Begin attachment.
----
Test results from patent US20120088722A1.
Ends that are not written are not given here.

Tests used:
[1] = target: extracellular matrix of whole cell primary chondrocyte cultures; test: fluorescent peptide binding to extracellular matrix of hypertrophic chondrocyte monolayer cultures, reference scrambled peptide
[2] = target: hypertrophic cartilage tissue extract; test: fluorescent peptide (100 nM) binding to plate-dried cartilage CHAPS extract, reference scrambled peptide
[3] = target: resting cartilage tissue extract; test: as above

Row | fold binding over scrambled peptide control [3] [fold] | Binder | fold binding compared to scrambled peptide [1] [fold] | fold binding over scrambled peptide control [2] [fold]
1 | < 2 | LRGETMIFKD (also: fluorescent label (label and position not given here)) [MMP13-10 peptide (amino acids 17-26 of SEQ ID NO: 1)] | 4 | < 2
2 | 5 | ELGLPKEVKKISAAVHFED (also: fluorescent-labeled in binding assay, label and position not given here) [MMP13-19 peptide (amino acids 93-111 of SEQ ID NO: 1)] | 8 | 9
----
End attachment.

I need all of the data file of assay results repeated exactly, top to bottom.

Test results from patent US20120088722A1.
Ends that are not written are not given here.

Tests used:
[1] = target: extracellular matrix of whole cell primary chondrocyte cultures; test: fluorescent peptide binding to extracellular matrix of hypertrophic chondrocyte monolayer cultures, reference scrambled peptide
[2] = target: hypertrophic cartilage tissue extract; test: fluorescent peptide (100 nM) binding to plate-dried cartilage CHAPS extract, reference scrambled peptide
[3] = target: resting cartilage tissue extract; test: as above

Row | fold binding over scrambled peptide control [3] [fold] | Binder | fold binding compared to scrambled peptide [1] [fold] | fold binding over scrambled peptide control [2] [fold]
1 | < 2 | LRGETMIFKD (also: fluorescent label (label and position not given here)) [MMP13-10 peptide (amino acids 17-26 of SEQ ID NO: 1)] | 4 | < 2
2 | 5 | ELGLPKEVKKISAAVHFED (also: fluorescent-labeled in binding assay, label and position not given here) [MMP13-19 peptide (amino acids 93-111 of SEQ ID NO: 1)] | 8 | 9